Pasadena Playhouse – Pasadena
On a small street off Pasadena’s famed Colorado Blvd. you will find the Official State Theater of California, the Pasadena Playhouse. I have been lucky enough to see a plethora of plays there since I was a little boy growing up in the region. From Sister Act to Plaid Tidings to a great night featuring Harry Chapin’s music, I have loved going to this theater built in 1925. It was designed in a Spanish Colonial Revival style by Pasadena artist and architect Elmer Grey.
In 1917 an itinerant acting troupe by the name of the Gilmor Brown Players settled in Pasadena, which at the time a sleepy little town of farmers and wealthy vacationers. The town fell in love with the Players and before they had spent ten years here, locals donated the money to move the company out of the derelict old burlesque house they had been renting and into the newly constructed Pasadena Playhouse in 1924, originally known as the Pasadena Community Playhouse.
The Pasadena Playhouse was recognized by the Legislature as the State Theatre of California in 1937 after having performed the entire Shakespeare canon on a single stage for the first time in the United States.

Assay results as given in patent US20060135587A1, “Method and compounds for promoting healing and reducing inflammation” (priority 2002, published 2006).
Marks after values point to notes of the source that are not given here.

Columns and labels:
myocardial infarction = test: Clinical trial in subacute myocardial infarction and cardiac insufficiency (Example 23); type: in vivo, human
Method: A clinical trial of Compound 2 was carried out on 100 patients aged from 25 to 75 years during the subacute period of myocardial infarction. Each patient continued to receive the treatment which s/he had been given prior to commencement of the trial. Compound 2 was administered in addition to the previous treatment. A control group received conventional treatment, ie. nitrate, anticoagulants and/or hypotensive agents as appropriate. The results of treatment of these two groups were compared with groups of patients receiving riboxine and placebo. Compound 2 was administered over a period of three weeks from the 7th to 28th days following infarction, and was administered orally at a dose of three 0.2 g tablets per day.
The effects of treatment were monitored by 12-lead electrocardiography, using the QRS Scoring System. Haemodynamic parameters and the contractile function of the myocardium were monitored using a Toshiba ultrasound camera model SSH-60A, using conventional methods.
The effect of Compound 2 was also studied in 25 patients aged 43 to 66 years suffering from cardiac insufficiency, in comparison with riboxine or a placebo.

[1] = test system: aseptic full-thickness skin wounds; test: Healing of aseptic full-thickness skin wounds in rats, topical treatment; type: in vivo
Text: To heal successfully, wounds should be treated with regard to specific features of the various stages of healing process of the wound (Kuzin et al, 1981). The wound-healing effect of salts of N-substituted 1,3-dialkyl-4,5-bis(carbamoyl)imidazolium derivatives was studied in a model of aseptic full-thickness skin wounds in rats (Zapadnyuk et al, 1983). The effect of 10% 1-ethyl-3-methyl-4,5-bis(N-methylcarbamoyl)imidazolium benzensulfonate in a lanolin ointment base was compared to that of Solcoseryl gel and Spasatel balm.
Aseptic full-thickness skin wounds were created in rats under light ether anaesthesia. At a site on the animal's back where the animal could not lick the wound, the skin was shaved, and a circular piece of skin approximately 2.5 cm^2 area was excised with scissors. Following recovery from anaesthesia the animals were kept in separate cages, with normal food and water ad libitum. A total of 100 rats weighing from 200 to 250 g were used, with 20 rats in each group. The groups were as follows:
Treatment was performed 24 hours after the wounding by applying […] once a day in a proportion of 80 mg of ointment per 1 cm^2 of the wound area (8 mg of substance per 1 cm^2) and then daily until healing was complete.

Stars such as Dustin Hoffman, Raymond Burr, Ernest Bornine, Charles Bronson, Robert Youmg, Victor Mature, Gene Hackman and countless others have starred in productions at the Pasadena Playhouse.
At one time, the Pasadena Playhouse had as many as five independent stages in operation at any given time. That made it the single most prolific theatrical producing organization in the world. It become one of the first companies in history to experiment with new theatrical forms, such as theatre-in-the-round. The Pasadena Playhouse also built and operated one of the first television stations in Southern California.
In 1969, after the death of founding director Gilmor Brown, the theater went bankrupt. After six years, the city bought the building in 1975. After 17 years of lying dormant, the Pasadena Playhouse was relaunched the theater in 1986. It has had its financial difficulties, that’s to be sure, but it still offers a great venue even today.
The historic bell that alerts tardy theater goers that the play is about to begin is called The Victory Jory Bell. Actor Victor Jory (who played The Shadow in the 1942 serial film) donated the bell to the Pasadena Playhouse in the 1930’s.
If you’re in town and something’s going on at the Pasadena Playhouse, come and check out history.
39 South El Molino Avenue – Pasadena, CA 91101